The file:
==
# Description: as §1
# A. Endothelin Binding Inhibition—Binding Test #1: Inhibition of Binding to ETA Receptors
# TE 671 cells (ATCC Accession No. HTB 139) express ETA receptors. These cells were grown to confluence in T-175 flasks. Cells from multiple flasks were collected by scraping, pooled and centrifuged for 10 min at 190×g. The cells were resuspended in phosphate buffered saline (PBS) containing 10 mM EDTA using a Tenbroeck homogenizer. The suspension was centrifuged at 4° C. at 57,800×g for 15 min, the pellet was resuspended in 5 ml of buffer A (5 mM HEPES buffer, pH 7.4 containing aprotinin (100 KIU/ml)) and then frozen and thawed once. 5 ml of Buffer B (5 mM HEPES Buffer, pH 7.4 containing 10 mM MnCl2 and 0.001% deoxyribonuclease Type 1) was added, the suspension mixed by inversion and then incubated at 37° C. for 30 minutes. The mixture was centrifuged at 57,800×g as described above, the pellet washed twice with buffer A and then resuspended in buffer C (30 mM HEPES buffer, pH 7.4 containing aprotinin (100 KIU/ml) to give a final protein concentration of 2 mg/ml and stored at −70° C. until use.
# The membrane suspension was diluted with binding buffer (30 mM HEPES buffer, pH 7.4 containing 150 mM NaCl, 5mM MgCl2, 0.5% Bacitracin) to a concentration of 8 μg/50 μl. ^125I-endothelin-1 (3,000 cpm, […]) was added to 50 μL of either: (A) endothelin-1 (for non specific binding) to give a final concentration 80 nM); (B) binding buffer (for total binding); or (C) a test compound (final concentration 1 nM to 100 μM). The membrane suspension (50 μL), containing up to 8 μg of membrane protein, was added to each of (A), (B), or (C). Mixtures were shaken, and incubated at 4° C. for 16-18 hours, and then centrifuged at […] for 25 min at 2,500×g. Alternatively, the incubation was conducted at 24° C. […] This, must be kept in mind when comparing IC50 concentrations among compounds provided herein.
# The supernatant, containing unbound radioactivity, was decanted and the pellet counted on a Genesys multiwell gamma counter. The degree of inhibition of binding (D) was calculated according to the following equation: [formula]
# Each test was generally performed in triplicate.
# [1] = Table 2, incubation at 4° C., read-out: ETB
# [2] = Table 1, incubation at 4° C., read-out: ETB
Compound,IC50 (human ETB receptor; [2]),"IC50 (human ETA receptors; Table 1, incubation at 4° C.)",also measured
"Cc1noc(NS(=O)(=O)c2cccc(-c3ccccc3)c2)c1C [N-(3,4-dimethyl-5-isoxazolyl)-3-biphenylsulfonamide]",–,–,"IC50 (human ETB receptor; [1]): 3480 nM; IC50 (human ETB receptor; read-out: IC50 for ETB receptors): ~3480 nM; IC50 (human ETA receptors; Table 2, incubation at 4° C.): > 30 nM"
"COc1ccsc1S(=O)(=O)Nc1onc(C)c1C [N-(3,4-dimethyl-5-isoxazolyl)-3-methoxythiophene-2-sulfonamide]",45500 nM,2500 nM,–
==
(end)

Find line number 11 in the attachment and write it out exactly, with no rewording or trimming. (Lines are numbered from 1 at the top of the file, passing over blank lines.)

"COc1ccsc1S(=O)(=O)Nc1onc(C)c1C [N-(3,4-dimethyl-5-isoxazolyl)-3-methoxythiophene-2-sulfonamide]",45500 nM,2500 nM,–